66. COCOA BLACK POD DISEASE
67. COFFEE RUST
68. CASSAVA BACTERIA BLIGHT
69. BLACK ARM BACTERIA BLIGHT OF COTTON
70. TOMATO ROOT KNOT
71. DAMPING-OFF OF TOMATO
72. ONION DOWNY MILDEW
73. STORED PRODUCE MOULD
74. PESTS OF CROPS
75. STEM BORERS
76. ARMY WORM

77. COCOA MIRIDS(CAPSIDS)
78. APHIDS
79. WHITE FLY SEED BUGS
80. CASSAVA CULTIVATION
81. CASSAVA MEALYBUGS
82. VARIEGATED GRASSHOPPER
83. GREEN SPIDER MITE
84. COTTON STAINER
85. COTTON
86. PESTS OF VEGETABLES
87. GRASSHOPPER
88. THRIPS
89. LEAF ROLLER
90. BEAN BEETLE
91. RICE WEEVILS
92. . PROBLEMS WITH PESTS CONTROL
93. CROP IMPROVEMENT
94. PROCESS OF CROP IMPROVEMENT METHODS OF CROP IMPROVEMENT
95. HYBRIDIZATION OF CROPS
96. ANIMAL PRODUCTION
97. THE DIGESTIVE SYSTEM OF ANIMALS
98. THE LARGE AND SMALL INTESTINE
99. RUMINANT ANIMALS
100. THE NERVOUS SYSTEM
101. THE NEURONS
102. A SYNAPSE ACTION IMPULSE REFLEX ACTION VOLUNTARY ACTION
103. THE CENTRAL NERVOUS SYSTEM
104. PERIPHERAL NERVOUS SYSTEM
105. THE REPRODUCTIVE SYSTEM MALE AND FEMALE REPRODUCTIVE SYSTEM
106. REPRODUCTIVE SYSTEM OF BIRDS
107. THE CIRCULATORY SYSTEM
108. THE PULMONARY CIRCULATION
109. THE HEART
110. THE RESPIRATORY SYSTEM
111. THE TRACHEA INSPIRATION THE EXPIRATION THE DIAPHRAGM
112. HEAT PERIODS OESTROUS CYCLE
113. MATING
114. PARTURITION
115. MAMMARY GLAND
116. LACTATION
117. EGG FORMATION IN POULTRY
118. LIVESTOCK MANAGEMENT
119. MANAGEMENT OF GOATS
120. REPRODUCTION IN GOAT
121. POULTRY
122. POULTRY MANAGEMENT
123. BATTERY CAGE SYSTEM
124. INTENSIVE SYSTEM
125. . SEMI-INTENSIVE EXTENSIVE SYSTEM

PROODING AND REARING IN POULTRY
126. POULTRY SANITATION

127. ANIMAL NUTRITION
128. RATION
129. CONCENTRATE
130. ROUGHAGE
131. NUTRIENT SOURCES AND FUNCTIONS
132. CARBOHYDRATES
133. PROTEIN FATS
134. MINERALS
135. VITAMINS
136. FEEDING MECHANISMS IN HOLOZOIC ORGANISMS
137. TYPES OF DIETS
138. FATTENING OR FINISHING DIETS
139. LAYER DIETS
140. BALANCED DIETS
141. LACTATION DIETS
142. MALNUTRITION
143. DISEASE, CAUSES, SYMPTOM CORRECTION
144. RANGE MANAGEMENT AND IMPROVEMENT
145. LIVESTOCK DISEASES
146. VIRAL DISEASES
147. RINDER PESTS
148. NEWCASTLE DISEASE
149. BACTERIA DISEASES
150. ANTHRAX
151. BRUCELLOSIS
152. TUBERCULOSIS
153. FUNGAL DISEASES


154. PROTOZOAN DISEASES
155. TRYPONOSOMIASIS
156. COCCIDIOSIS
157. RED WATER FEVER(PIROPLASMOSIS)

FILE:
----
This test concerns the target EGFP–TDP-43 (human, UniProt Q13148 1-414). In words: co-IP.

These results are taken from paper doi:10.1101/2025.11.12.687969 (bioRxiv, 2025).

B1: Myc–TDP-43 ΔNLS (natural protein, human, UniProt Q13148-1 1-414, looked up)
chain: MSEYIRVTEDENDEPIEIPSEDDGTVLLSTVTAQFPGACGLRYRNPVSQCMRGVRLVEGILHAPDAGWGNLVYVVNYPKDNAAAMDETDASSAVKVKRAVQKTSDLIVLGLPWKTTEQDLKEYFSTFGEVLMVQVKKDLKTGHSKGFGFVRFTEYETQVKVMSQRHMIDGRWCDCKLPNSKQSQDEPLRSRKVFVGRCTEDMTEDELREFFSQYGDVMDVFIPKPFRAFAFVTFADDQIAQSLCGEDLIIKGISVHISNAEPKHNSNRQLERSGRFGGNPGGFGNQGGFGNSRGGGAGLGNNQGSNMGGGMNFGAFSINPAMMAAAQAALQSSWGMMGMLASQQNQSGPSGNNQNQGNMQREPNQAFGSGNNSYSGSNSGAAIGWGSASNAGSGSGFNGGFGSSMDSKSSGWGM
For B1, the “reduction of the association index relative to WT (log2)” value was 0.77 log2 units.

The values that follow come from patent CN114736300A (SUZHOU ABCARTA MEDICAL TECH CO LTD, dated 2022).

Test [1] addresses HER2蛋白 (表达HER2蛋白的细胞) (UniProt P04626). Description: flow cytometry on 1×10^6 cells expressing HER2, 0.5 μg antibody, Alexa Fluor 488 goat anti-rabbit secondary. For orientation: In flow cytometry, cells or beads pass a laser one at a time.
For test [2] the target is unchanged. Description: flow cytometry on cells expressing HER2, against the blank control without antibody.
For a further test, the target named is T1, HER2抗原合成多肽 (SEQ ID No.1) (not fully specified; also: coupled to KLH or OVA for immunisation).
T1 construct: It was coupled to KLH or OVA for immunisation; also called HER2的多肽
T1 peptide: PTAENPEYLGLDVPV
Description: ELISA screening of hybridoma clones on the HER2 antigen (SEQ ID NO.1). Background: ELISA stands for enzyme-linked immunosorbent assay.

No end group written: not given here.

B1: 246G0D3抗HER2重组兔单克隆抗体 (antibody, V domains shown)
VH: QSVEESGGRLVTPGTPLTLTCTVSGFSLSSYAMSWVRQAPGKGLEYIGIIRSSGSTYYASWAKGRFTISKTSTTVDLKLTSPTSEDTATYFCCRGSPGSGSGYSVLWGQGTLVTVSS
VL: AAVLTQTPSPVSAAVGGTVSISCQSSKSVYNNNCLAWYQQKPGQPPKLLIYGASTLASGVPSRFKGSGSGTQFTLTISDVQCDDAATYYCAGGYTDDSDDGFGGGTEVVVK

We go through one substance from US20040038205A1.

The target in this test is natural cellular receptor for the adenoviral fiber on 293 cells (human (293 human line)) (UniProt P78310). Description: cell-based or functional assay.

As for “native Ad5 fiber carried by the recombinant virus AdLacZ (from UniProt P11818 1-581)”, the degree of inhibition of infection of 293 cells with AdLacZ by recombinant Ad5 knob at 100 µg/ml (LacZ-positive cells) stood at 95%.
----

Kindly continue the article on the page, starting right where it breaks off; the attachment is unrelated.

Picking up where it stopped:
158. ENDO PARASITES
159. TAPE WORM
160. ROUND WORM OF PIGS
161. LIVER FLUKE
162. ECTO PARASITES
163. TICK
164. LICE

Terminologies used in Pig

Boar A mature male pig
Sow A mature female pig
Gilt A female pig that is matured to reproduce or has reproduced once
Piglet The young or baby pig
Weaners Young pigs just separated from the mother
Fatteners Old pigs reared for the market
Barrow A castrated male pig
Farrowing The act of parturition in pig
In sow Pregnant sow
Dry sow Sow that is not pregnant
Pork The meat of pig
Bacon Salted pig meat
Lard Pig meat with fat








CHARACTERISTICS OF PIG

(1) Pigs are very prolific animals. At 8 – 9months for age, a gilt is matured and can farrow twice a year, producing 8 – 10 piglets per litre.
(2) It has a short gestation period of 114days i.e. three months, three weeks and three days.
(3) The mature very early. A piglet gets to 60 – 90kg market weight in 6 – 9 months
(4) Pigs are good converters of feed into meat. They can easily convert industrial, agricultural and compounded feed into meat more cheaply and rapidly than most other domestic animals.
(5) Pigs have an excellent dressing percentage, i.e. the proportion of flesh to bone is high
(6) Pigs require a very little investment in terms of building and equipment
(7) Pigs are polyestrous animals. This means that pigs can be bred at any time of the year
(8) The salvage value of pig is high. That is, the price at which an old pig can be sold off is high
(9) The initial investment in getting into the enterprise is small and returns come very quickly.

HERE YOU WILL FIND EVERY AVAILABLE TOPICS ABOUT AGRICULTURAL SCIENCE AND BIOLOGY. AND THE LINKS TO THEIR VARIOUS SOURCES.
1. DEVELOPMENT OF AGRICULTURE

methods of rearing pig



SYSTEMS OF REARING PIGS

There are three systems of rearing pigs. These are Extensive, Semi-intensive and Intensive systems.
(1) Extensive system: In this system, pigs are allowed to roam about and fend themselves. This system has little or no capital investment and the cost of production is low. However disease incidence of worm infestations are very high. The animals are exposed to adverse weather conditions.